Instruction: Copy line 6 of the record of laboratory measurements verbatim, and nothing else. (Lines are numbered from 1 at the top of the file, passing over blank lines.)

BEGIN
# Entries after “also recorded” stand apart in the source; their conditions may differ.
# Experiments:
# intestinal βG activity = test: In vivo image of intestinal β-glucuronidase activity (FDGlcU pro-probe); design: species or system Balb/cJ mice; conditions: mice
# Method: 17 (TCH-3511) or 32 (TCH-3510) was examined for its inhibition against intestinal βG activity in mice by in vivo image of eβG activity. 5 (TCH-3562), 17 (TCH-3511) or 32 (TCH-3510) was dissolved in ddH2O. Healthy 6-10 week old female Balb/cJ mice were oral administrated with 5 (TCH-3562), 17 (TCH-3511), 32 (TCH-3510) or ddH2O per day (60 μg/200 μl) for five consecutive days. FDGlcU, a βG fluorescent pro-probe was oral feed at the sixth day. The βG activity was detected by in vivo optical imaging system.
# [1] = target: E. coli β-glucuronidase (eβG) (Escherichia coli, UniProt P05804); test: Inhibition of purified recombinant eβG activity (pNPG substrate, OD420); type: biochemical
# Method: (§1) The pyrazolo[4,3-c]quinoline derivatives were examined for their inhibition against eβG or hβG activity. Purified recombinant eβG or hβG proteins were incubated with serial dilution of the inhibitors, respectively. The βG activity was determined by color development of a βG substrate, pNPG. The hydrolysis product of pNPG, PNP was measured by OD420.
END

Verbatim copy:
# Method: (§1) The pyrazolo[4,3-c]quinoline derivatives were examined for their inhibition against eβG or hβG activity. Purified recombinant eβG or hβG proteins were incubated with serial dilution of the inhibitors, respectively. The βG activity was determined by color development of a βG substrate, pNPG. The hydrolysis product of pNPG, PNP was measured by OD420.